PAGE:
by Ann Beattie
A middle-aged professor at a middlebrow New England college, Marshall Lockard teaches literature to kids whose tastes run to “old Time magazines and books of Garfield cartoons.” His marriage to Sonja, a real-estate broker, has grown humdrum (she’s having an affair); he has no friends (“there was every possibility he didn’t love anyone,” he reflects); and he has begun experiencing flashbacks to his childhood, which was dysfunctional before dysfunctional was cool. He feels disaffected, and who can blame him?
The problem with this, Beattie’s fifth novel, is that her protagonist’s ennui is contagious. Marshall’s emotional distance permeates the story, making the characters seem hardly more real than the paper dolls Marshall once played with. When a colleague’s alleged indiscretions with a student draw Marshall into a melodrama, it’s hard to care.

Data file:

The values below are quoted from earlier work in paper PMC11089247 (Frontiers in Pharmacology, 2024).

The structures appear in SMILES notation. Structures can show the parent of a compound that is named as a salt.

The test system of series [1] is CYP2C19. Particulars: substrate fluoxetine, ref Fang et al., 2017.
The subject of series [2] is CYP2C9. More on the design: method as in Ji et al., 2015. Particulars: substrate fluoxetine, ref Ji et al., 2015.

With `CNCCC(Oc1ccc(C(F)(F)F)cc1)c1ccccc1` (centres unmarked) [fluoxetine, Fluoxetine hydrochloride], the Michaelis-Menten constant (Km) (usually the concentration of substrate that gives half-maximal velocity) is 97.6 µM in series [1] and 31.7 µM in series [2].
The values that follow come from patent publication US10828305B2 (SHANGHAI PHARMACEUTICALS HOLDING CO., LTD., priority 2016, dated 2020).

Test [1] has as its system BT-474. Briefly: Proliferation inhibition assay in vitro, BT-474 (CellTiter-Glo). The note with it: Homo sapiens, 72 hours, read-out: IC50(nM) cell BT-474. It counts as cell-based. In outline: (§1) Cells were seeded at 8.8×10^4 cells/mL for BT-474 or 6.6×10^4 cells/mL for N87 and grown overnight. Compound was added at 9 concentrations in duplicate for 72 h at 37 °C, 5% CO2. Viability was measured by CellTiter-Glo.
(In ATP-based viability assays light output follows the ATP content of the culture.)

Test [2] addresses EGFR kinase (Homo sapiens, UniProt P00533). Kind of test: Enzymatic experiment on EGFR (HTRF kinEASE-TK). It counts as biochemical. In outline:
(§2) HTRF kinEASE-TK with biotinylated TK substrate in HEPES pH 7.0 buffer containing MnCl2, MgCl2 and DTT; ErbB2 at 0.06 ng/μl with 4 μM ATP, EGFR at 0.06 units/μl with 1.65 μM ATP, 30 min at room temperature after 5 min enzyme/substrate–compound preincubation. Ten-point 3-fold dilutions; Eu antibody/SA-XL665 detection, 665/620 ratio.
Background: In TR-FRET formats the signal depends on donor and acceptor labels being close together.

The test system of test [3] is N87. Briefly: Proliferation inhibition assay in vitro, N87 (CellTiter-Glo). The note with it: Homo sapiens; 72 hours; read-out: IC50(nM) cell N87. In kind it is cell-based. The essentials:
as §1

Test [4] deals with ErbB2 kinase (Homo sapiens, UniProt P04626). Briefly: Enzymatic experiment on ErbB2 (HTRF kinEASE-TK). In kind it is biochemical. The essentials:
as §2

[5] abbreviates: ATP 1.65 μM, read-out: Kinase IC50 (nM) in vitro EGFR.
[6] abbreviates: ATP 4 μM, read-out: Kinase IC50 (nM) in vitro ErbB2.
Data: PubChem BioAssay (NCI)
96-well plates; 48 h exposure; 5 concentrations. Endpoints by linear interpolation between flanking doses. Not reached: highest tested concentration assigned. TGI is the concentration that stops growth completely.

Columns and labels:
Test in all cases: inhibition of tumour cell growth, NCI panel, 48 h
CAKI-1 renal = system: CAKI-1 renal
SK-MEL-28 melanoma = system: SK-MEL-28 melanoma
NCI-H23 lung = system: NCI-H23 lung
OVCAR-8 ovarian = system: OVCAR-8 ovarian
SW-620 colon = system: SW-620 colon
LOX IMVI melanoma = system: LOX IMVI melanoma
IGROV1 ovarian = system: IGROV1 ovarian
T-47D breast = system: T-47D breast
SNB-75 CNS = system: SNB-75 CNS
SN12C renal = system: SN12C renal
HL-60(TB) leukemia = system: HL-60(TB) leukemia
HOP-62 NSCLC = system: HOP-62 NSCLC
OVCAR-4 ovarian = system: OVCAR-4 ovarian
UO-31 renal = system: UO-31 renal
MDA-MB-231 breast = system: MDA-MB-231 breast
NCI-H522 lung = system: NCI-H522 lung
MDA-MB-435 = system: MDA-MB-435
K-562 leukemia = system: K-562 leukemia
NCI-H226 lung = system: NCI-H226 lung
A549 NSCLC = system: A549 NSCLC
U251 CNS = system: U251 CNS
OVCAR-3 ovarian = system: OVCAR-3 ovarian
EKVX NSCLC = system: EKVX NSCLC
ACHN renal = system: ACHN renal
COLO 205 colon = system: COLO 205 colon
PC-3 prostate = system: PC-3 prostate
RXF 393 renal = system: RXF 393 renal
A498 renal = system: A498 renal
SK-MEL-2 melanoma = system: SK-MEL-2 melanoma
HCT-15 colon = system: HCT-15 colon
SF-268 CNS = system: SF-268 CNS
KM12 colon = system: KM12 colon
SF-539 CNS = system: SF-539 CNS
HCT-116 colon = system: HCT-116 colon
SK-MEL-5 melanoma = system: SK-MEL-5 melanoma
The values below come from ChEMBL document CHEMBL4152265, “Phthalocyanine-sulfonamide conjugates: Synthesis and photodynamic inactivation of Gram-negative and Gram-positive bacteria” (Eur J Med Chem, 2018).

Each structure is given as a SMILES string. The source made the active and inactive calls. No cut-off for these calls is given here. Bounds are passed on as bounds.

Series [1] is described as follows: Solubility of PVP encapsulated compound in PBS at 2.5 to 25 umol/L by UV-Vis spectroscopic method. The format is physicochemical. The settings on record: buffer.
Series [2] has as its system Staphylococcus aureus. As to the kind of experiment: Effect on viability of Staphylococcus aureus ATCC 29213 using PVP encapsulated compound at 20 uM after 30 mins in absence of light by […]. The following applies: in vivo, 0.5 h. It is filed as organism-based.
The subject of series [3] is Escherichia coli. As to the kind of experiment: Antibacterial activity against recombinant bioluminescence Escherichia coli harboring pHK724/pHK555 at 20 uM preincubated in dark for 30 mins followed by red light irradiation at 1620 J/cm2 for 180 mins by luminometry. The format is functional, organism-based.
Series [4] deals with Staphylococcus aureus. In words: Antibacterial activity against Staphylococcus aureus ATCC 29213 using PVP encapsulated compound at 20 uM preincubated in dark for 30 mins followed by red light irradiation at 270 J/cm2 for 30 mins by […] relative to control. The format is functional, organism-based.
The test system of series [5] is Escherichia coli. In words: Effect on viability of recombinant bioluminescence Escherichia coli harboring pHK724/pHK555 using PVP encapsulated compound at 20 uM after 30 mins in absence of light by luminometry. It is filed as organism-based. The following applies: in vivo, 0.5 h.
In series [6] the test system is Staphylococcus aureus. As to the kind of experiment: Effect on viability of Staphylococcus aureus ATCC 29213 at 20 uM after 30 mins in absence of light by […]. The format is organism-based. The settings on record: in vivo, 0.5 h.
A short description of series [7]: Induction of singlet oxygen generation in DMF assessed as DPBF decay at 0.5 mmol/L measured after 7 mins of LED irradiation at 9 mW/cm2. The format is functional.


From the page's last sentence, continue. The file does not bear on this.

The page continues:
Beattie, who spent four years (and one dumped first draft) on Another You, is as keen an observer of human foibles as ever. “There was something about his embarrassment about his protruding teeth,” she writes, describing Marshall’s accused colleague, “that made [Marshall] question whether the events were … unambiguous.” Her fans can only hope that in her next book—short stories, the medium she prefers—Beattie will spin her telling details into a more satisfying whole. (Knopf, $24)